EXCLUSIVE: India unlikely to resume sizable COVID-19 vaccine exports until October

3D-printed small toy figurines, a syringe and vial labelled "coronavirus disease (COVID-19) vaccine" are seen in front of India flag in this illustration taken May 4, 2021. REUTERS/Dado Ruvic/Illustration

NEW DELHI, May 18 (Reuters) - India is unlikely to resume major exports of COVID-19 vaccines until at least October as it diverts shots for domestic use, three government sources said, a longer-than-expected delay set to worsen supply shortages from the global COVAX initiative.

The Serum Institute of India (SII), the world's biggest vaccine maker producing the AstraZeneca (AZN.L) vaccine, responded by saying that it hoped to restart deliveries to COVAX and other countries by the end of this year.

"We would like to reiterate that we have never exported vaccines at the cost of the people of India and remain committed to do everything we can in the support of the vaccination drive in the country," SII said in a statement.

Battling the world's biggest jump in coronavirus infections, India halted vaccine exports a month ago after donating or selling more than 66 million doses. The move has left countries including Bangladesh, Nepal, Sri Lanka and many in Africa scrambling for alternate supplies.

The World Health Organization, which co-leads COVAX, on Monday called on vaccine makers outside India to advance supplies to the programme given the shortfall from the South Asian country.

The sources, who spoke to Reuters on the condition of anonymity as they were not authorised to talk to media on the subject, said India's vaccination drive will now take priority as its tally of coronavirus infections crosses 25 million and daily death toll hits a record high. read more

"We don't have to officially convey to all countries as we are not obligated to do," one of the sources said about the decision to hold back exports. "It was internally discussed and some countries were asked not to expect export commitments given the current Indian situation."

The source did not name the countries told about the delay.

The other two sources said the exact timing for resuming exports could change depending on how soon India is able to control the second wave of cases that has overwhelmed the health system.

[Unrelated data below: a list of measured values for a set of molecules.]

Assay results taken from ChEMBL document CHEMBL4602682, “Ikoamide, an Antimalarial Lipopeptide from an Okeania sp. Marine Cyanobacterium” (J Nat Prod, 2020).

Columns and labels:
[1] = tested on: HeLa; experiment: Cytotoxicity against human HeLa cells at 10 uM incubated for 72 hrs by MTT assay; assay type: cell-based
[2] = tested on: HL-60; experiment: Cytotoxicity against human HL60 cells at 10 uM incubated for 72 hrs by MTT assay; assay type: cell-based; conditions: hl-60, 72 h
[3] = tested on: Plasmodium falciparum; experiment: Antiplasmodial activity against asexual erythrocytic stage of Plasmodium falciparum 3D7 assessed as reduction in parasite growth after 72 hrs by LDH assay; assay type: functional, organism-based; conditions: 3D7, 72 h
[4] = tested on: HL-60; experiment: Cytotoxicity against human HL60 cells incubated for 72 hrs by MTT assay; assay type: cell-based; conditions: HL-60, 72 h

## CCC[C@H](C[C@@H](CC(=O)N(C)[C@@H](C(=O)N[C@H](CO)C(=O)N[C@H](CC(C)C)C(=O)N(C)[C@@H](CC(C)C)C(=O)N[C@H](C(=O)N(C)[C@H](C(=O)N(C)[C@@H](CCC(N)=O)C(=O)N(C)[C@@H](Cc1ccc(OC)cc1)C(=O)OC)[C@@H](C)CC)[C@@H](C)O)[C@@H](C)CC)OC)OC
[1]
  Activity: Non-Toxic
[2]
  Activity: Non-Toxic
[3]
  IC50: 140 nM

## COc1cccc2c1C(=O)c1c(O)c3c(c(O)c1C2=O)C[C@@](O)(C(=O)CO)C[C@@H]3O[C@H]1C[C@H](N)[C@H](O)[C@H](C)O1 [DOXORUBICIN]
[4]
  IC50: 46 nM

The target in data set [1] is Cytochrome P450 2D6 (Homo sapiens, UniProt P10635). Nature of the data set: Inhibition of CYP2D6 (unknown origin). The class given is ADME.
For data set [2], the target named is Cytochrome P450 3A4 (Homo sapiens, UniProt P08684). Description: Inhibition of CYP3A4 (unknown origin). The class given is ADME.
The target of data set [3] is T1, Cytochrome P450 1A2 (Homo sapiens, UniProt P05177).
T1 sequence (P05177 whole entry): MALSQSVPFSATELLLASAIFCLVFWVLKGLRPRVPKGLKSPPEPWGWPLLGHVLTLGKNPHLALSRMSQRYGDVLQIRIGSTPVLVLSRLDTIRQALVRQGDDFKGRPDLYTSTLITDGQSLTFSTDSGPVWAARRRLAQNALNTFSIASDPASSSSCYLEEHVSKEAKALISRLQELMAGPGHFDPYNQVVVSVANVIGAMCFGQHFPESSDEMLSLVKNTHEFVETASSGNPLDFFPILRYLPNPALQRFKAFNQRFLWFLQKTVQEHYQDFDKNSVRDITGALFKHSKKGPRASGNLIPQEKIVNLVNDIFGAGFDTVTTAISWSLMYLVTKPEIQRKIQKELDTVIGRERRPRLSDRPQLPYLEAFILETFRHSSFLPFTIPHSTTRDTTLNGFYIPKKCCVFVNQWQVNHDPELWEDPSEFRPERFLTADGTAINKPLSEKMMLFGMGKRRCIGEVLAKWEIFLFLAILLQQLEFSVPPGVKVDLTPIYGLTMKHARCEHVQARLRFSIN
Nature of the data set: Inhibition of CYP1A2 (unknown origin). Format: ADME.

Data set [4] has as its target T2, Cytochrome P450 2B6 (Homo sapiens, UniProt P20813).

India's Ministry of External Affairs, which is coordinating and overseeing all vaccine exports, did not respond to a request for comment on the matter.


SII had previously expected shipments to restart from June. read more

Asked about the October timeline, COVAX co-lead GAVI told Reuters at least 140 million doses it had expected from the Serum Institute by the end of May will now remain in India.

"As India confronts a truly dreadful wave of the pandemic, Indian vaccine production, including the 140 million vaccine doses initially destined for COVAX, have been committed to protecting its own citizens," a GAVI spokeswoman said in an email.

"We offer the government of India our full support in their effort to bring the virus under control and stand ready to help in any way we can."

COVAX has a deal with SII to deliver 1.1 billion doses of either the AstraZeneca or Novavax (NVAX.O) shots. read more

The head of UNICEF on Monday asked G7 countries to donate supplies to COVAX as an emergency measure to address a severe shortfall caused by disruptions to Indian vaccine exports. read more

UNICEF, which is helping supply COVID-19 vaccines through COVAX, estimates the supply shortfall at about 190 million by the end of June.

U.S. President Joe Biden said on Monday his country would export at least 20 million doses of the Pfizer (PFE.N)/BioNTech , Moderna (MRNA.O) and Johnson & Johnson (JNJ.N) shots, on top of 60 million AstraZeneca doses he had already planned to give to other countries. read more

Biden's move came as WHO Director-General Tedros Adhanom Ghebreyesus warned the world has reached a situation of "vaccine apartheid", calling on wealthier nations and vaccine producers to increase vaccine sharing. read more

Reporting by Rupam Jain, Neha Arora, Krishna N. Das; Additional reporting by Sanjeev Miglani; Editing by Lincoln Feast.

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